Building social work research capacity in India

Posted on 22 June 2018

SPSW's Professor Martin Webber visits new social work research team at Rajagiri College of Social Sciences in India


Rajagiri research team and social work students.

The work of the International Centre for Mental Health Social Research in India continued this week with a visit to the Rajagiri College of Social Sciences. The Centre's focus this week has been supporting a new social work research team funded by the UK-India Education and Research Initiative.

Rajagiri School of Social Work

The Rajagiri School of Social Work has recently been ranked third in India by India Today. It has put quality of its education and research above all other considerations and has established a firm reputation in the state of Kerala and in the country as a whole.

The School has established a new dedicated research team to work collaboratively with the Centre on a project addressing social factors in chronic disease in India. While some of the team came to York in April, this week Professor Martin Webber had the opportunity to meet the full team.

A core team of a project co-ordinator and two research assistants are supervised and supported by four faculty members. They have been provided with a dedicated space and resources to undertake the project with the York team.

Community survey


Meeting community leaders.

On their return from York in April, five Rajagiri research team members provided training to twelve of their postgraduate social work students in survey methodology and good research practice. The team of staff and students then embarked on a household survey to measure the prevalence of diabetes, hypertension, depression and anxiety – and associated social risk factors – in a community in Cochin. They have collected data from over 800 people aged over 30 so far.

Martin met these students on 21 June. He said:

"I met the students yesterday and asked them about the interviews they have been conducting. I was left confident that they are collecting data according to the study protocol and taking a rigorous approach. They are being closely supervised and supported by the research team. With less than 200 interviews to go, I was impressed to see how they are conducting a rigorous epidemiological survey with minimal resources.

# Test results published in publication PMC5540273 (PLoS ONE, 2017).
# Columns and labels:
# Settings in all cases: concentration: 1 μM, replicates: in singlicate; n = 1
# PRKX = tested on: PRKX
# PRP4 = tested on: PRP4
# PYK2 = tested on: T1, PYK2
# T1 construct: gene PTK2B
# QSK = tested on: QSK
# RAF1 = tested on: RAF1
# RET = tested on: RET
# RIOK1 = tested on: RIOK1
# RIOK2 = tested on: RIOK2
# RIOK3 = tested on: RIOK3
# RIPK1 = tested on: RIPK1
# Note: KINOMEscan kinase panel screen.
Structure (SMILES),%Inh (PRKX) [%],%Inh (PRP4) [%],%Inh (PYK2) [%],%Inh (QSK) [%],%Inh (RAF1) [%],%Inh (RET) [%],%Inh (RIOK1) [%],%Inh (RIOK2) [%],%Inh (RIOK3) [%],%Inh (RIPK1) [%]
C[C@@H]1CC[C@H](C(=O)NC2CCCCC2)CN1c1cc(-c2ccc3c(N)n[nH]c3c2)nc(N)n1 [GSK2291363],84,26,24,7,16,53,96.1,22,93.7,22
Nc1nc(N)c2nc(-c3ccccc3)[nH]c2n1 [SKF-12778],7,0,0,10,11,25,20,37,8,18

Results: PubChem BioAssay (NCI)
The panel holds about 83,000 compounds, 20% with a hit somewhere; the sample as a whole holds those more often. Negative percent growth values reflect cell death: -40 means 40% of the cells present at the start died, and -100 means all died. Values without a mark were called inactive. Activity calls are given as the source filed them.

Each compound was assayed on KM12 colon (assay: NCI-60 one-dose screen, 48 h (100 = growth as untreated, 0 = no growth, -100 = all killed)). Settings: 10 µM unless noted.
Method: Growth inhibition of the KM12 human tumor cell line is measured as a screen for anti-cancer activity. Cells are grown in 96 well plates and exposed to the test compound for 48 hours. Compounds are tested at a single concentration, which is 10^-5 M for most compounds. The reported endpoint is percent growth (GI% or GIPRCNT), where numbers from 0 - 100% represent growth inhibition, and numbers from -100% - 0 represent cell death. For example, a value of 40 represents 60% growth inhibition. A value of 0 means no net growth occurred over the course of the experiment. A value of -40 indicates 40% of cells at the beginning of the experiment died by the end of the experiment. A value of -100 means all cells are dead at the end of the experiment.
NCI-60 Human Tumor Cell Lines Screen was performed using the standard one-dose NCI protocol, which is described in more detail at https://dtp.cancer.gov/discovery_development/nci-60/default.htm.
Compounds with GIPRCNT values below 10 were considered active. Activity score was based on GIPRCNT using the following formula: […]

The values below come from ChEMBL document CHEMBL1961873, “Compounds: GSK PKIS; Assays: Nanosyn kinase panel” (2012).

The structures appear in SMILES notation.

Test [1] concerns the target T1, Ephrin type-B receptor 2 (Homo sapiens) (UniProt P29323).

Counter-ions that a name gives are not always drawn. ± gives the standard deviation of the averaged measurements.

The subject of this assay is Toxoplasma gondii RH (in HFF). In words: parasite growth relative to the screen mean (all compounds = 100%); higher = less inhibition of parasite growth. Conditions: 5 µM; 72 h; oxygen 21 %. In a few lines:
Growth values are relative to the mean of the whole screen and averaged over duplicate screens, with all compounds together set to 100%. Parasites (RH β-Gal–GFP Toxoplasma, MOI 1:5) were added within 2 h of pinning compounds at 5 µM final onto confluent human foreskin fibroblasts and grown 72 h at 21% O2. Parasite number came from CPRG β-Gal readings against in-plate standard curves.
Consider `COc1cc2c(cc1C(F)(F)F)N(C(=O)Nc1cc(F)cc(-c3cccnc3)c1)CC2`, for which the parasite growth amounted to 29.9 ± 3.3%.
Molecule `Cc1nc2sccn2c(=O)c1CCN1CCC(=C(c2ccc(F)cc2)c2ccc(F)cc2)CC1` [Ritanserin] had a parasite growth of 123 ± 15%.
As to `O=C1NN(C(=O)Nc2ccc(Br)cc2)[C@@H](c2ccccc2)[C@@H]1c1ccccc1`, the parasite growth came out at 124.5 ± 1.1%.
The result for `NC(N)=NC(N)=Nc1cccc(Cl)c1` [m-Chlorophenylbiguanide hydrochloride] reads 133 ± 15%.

Today I visited the community in which they are undertaking the household survey. I was struck by the relationship the research team have developed with the community’s leaders, which has been essential for them to gain access to it. Then, walking the streets with them, I was heartened by the warmth they were welcomed by local residents, many of whom invited us in to our houses. Although this could be a sign of the strength of bond the researchers have developed with the local community, it can also represent the hospitality of Keralans, which is legendary in India and beyond."

International Yoga Day

The final objective of the research project is to develop a social intervention which addresses social factors in chronic disease. Although the team are some way from this stage of the project, they envisage that it may incorporate elements of yoga.

There is growing evidence of the effectiveness of yoga in the treatment of depression, diabetes and hypertension in India. However, as with many traditional practices, yoga is becoming less popular in India as Western culture becomes more prevalent.

Timed to coincide with the longest day in the Northern Hemisphere, International Yoga Day is a good time to celebrate one of India’s ancient traditions. Martin said of the occaision:

"I was honoured to be asked to speak at the inauguration of Rajagiri College’s celebration of International Yoga Day. Although not the largest celebration of yoga in India today, I was certainly daunted by addressing over 1,200 people!"